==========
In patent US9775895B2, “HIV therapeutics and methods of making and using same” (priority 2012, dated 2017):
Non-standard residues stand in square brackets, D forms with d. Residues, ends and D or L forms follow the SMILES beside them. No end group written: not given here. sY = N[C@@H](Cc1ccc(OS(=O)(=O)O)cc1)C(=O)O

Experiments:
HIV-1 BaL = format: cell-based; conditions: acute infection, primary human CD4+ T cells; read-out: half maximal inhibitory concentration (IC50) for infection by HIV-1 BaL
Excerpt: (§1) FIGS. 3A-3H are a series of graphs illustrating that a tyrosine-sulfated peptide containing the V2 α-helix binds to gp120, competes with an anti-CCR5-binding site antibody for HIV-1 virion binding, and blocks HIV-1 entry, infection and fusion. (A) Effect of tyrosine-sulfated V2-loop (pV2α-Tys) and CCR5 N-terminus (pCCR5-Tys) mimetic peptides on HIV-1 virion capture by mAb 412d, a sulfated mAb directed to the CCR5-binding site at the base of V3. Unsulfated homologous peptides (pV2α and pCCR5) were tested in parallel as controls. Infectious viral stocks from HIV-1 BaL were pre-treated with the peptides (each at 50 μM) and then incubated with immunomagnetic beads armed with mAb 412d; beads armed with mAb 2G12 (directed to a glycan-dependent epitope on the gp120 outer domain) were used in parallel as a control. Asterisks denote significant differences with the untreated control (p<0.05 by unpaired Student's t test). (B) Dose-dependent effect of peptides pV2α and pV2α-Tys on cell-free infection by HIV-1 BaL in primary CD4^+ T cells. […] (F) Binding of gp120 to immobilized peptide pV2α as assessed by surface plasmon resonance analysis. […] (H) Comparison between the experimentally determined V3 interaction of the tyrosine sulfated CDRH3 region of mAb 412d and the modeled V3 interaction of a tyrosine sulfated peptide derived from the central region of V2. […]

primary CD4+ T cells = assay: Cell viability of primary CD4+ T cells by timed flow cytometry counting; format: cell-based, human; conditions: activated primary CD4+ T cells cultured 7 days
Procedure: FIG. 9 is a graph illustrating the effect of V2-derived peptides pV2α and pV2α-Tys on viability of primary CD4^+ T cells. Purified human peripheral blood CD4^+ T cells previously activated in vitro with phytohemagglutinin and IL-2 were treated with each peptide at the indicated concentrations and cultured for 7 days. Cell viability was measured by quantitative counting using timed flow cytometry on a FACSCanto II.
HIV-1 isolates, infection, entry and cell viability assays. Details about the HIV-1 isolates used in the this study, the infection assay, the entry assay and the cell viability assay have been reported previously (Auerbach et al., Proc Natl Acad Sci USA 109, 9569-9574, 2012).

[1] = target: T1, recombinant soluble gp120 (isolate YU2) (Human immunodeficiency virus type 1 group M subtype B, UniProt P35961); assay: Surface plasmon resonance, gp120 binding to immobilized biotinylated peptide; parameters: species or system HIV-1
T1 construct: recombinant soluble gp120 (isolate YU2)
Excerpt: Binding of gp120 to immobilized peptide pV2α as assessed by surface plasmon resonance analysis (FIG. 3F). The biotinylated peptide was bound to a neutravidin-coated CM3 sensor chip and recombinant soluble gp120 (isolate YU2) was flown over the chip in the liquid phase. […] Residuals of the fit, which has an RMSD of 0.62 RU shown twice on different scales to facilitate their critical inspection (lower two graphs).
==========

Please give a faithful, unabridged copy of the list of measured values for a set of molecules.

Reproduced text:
In patent US9775895B2, “HIV therapeutics and methods of making and using same” (priority 2012, dated 2017):
Non-standard residues stand in square brackets, D forms with d. Residues, ends and D or L forms follow the SMILES beside them. No end group written: not given here. sY = N[C@@H](Cc1ccc(OS(=O)(=O)O)cc1)C(=O)O

Experiments:
HIV-1 BaL = format: cell-based; conditions: acute infection, primary human CD4+ T cells; read-out: half maximal inhibitory concentration (IC50) for infection by HIV-1 BaL
Excerpt: (§1) FIGS. 3A-3H are a series of graphs illustrating that a tyrosine-sulfated peptide containing the V2 α-helix binds to gp120, competes with an anti-CCR5-binding site antibody for HIV-1 virion binding, and blocks HIV-1 entry, infection and fusion. (A) Effect of tyrosine-sulfated V2-loop (pV2α-Tys) and CCR5 N-terminus (pCCR5-Tys) mimetic peptides on HIV-1 virion capture by mAb 412d, a sulfated mAb directed to the CCR5-binding site at the base of V3. Unsulfated homologous peptides (pV2α and pCCR5) were tested in parallel as controls. Infectious viral stocks from HIV-1 BaL were pre-treated with the peptides (each at 50 μM) and then incubated with immunomagnetic beads armed with mAb 412d; beads armed with mAb 2G12 (directed to a glycan-dependent epitope on the gp120 outer domain) were used in parallel as a control. Asterisks denote significant differences with the untreated control (p<0.05 by unpaired Student's t test). (B) Dose-dependent effect of peptides pV2α and pV2α-Tys on cell-free infection by HIV-1 BaL in primary CD4^+ T cells. […] (F) Binding of gp120 to immobilized peptide pV2α as assessed by surface plasmon resonance analysis. […] (H) Comparison between the experimentally determined V3 interaction of the tyrosine sulfated CDRH3 region of mAb 412d and the modeled V3 interaction of a tyrosine sulfated peptide derived from the central region of V2. […]

primary CD4+ T cells = assay: Cell viability of primary CD4+ T cells by timed flow cytometry counting; format: cell-based, human; conditions: activated primary CD4+ T cells cultured 7 days
Procedure: FIG. 9 is a graph illustrating the effect of V2-derived peptides pV2α and pV2α-Tys on viability of primary CD4^+ T cells. Purified human peripheral blood CD4^+ T cells previously activated in vitro with phytohemagglutinin and IL-2 were treated with each peptide at the indicated concentrations and cultured for 7 days. Cell viability was measured by quantitative counting using timed flow cytometry on a FACSCanto II.
HIV-1 isolates, infection, entry and cell viability assays. Details about the HIV-1 isolates used in the this study, the infection assay, the entry assay and the cell viability assay have been reported previously (Auerbach et al., Proc Natl Acad Sci USA 109, 9569-9574, 2012).

[1] = target: T1, recombinant soluble gp120 (isolate YU2) (Human immunodeficiency virus type 1 group M subtype B, UniProt P35961); assay: Surface plasmon resonance, gp120 binding to immobilized biotinylated peptide; parameters: species or system HIV-1
T1 construct: recombinant soluble gp120 (isolate YU2)
Excerpt: Binding of gp120 to immobilized peptide pV2α as assessed by surface plasmon resonance analysis (FIG. 3F). The biotinylated peptide was bound to a neutravidin-coated CM3 sensor chip and recombinant soluble gp120 (isolate YU2) was flown over the chip in the liquid phase. […] Residuals of the fit, which has an RMSD of 0.62 RU shown twice on different scales to facilitate their critical inspection (lower two graphs).